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Title IV Training Page

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The Title IV, Part A (Title IV-A) Student Support and Academic Enrichment Program (SSAE) is intended to improve students’ academic achievement by increasing the capacity of states, local education agencies (LEAs), schools, and local communities to (1) provide all students with access to a well-rounded education, (2) improve school conditions for student learning, and (3) improve the use of technology in order to improve the academic achievement and digital literacy of all students.

LEAs receiving more than $30,000 must conduct a comprehensive needs assessment and use the results to justify spending requests in all three program areas in the following way: 

  • At least 20 percent for Well-Rounded Education (WRE); 

  • At least 20 percent for Safe and Healthy Schools (SHS); and 

  • A portion for Effective Use of Technology (EUT) with no more than 15 percent of EUT funds being used for technology infrastructure purchases.

LEAs receiving an allocation less than $30,000 can budget funds in any of the three content areas. 

Key Terms & Concepts

The table below offers brief details of key terms and concepts pertaining to this program. Use the links to read more detailed explanations and guidance.

Well-Rounded Education (WRE)
Access to a well-rounded education is vital for student development. Exposure to a variety of educational experiences like STEM activities and career exploration, both in school and during afterschool and summer programming, helps young people develop lifelong relationships with learning and set goals for a bright future. Classes in the creative arts can enhance student learning in other areas, including in language development and math. 
When teachers integrate social-emotional learning into the classroom, they help students develop resilience and skills to achieve their goals.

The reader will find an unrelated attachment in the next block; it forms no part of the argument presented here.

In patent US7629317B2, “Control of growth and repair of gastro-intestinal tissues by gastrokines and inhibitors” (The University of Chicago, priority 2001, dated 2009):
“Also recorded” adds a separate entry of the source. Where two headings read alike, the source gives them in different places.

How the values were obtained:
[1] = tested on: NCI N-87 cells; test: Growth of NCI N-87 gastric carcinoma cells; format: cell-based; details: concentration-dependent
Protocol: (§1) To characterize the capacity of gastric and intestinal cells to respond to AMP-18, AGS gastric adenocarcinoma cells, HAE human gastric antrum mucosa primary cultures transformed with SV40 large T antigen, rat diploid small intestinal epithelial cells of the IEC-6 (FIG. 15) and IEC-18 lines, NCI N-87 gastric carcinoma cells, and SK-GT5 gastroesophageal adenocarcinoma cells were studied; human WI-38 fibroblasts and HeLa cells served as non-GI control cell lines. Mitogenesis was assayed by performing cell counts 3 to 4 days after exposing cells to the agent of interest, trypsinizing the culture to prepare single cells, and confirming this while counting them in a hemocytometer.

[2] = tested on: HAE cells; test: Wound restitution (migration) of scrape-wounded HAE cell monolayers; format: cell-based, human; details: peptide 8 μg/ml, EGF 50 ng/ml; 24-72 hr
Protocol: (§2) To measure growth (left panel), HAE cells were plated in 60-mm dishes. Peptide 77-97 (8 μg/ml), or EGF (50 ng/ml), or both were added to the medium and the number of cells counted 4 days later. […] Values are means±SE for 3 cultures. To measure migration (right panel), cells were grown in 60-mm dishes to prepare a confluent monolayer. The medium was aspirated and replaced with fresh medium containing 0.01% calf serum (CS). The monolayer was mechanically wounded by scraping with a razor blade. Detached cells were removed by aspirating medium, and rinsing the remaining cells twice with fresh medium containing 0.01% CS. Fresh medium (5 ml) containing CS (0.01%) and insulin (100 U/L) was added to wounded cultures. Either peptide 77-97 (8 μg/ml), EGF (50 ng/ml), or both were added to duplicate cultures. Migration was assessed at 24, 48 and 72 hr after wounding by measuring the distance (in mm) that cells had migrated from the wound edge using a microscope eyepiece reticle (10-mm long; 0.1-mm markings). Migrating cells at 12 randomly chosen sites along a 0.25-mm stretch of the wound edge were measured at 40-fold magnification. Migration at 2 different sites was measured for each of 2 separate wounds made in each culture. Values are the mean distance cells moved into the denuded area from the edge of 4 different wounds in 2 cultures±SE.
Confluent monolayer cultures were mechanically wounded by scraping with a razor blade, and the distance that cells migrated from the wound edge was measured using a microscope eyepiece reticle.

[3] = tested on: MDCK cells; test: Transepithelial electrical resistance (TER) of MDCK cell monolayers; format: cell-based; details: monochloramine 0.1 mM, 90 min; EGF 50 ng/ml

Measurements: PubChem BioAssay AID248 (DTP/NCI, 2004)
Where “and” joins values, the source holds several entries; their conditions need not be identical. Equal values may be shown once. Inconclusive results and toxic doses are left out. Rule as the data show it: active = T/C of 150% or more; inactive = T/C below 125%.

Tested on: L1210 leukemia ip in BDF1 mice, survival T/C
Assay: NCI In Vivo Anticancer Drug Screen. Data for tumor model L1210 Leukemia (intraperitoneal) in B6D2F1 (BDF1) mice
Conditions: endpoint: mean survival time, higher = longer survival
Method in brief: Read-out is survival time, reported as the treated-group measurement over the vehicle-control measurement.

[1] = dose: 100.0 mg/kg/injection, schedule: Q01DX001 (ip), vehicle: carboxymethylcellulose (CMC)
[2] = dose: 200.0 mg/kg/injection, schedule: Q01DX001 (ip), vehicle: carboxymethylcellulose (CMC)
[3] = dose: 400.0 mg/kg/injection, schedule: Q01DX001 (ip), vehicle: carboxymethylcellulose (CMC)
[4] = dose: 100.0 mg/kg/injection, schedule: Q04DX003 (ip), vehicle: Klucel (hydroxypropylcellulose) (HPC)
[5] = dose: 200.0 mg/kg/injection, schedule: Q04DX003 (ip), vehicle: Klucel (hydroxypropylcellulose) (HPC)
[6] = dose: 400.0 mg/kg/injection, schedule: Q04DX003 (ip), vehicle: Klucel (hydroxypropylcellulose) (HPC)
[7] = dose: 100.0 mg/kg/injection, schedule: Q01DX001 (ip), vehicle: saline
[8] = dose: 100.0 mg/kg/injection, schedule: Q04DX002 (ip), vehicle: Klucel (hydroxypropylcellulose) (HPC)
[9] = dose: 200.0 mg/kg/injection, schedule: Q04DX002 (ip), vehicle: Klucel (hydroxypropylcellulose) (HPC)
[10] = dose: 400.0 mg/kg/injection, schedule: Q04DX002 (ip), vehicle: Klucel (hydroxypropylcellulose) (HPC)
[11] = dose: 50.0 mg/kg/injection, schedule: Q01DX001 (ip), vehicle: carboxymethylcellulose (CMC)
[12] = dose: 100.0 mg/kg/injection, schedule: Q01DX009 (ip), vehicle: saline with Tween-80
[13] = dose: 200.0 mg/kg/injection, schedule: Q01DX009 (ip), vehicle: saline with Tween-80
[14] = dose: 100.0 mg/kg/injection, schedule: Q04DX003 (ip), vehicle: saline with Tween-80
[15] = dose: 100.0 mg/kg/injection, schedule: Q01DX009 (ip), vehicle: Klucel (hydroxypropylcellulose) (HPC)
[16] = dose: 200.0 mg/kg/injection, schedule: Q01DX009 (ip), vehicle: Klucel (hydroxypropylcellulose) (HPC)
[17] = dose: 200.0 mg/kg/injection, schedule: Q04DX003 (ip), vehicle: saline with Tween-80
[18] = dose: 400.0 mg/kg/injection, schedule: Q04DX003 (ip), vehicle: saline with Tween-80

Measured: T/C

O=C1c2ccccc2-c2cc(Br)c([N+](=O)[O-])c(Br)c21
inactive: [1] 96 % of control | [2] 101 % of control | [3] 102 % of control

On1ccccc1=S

Safe and Healthy Students (SHS)
In order to achieve their fullest potential, students must be physically, mentally, and socially healthy and feel safe.
Ensuring that students have access to safe and supportive learning environments, as well as behavioral, social–emotional, and mental health services promotes student resilience, improves academic performance, and allows children and youth to successfully deal with challenges they may face.
Effective Use of Technology (EUT)
The use of technology has opened a wide array of exciting learning avenues in classrooms–from streaming educational videos to 3D printing to hands-on-robotics. Teachers cultivate digital resources and foster creativity by utilizing learning devices that engage students in all aspects of learning. 
When designed carefully and thoroughly applied, technology can accelerate, amplify, and expand the impact of effective practices that support student learning, increase community engagement, foster safe and healthy environments, and enable well-rounded educational opportunities.
For technology to be truly transformative, educators need to have the knowledge and skills to take full advantage of technology-rich learning environments.
Comprehensive Needs Assessment
A needs assessment, in conjunction with stakeholder engagement, can help local educational agencies (LEAs) think strategically about the programs offered to their students. When LEAs receive $30,000 or more in Title IV, Part A funds, they are required to conduct a comprehensive needs assessment.  The U.S. Department of Education (ED) has developed a comprehensive needs assessment tool which LEAs can use to support their planning. 
Technology Infrastructure
Technology infrastructure includes devices, equipment, software applications, platforms, digital instructional resources, and/or other one-time IT purchases.
Alternative Fund Use Authority (AFUA)
Allows SRSA-eligible LEAs greater flexibility in spending the funds they receive under Title II, Part A and Title IV, Part A to best address their particular needs. Under AFUA, LEAs are able to use their Title II, Part A and Title IV, Part A funds to pay for activities under any of the allowable uses for SRSA grant funds (i.e., activities authorized under any of the following: Title I, Part A; Title II, Part A; Title III; Title IV, Part A; and Title IV, Part B). (Use the Title V Part B Eligibility List in the Additional Information section of this page to determine if this flexibility applies to your LEA.)
Eligible LEAs using this flexibility will note that on the ARAC of the Consolidated Application and can use the appropriate AFUA funding source codes in the Title II, Part A and Title IV, Part A budgets in the Consolidated Application
Transfer of Funds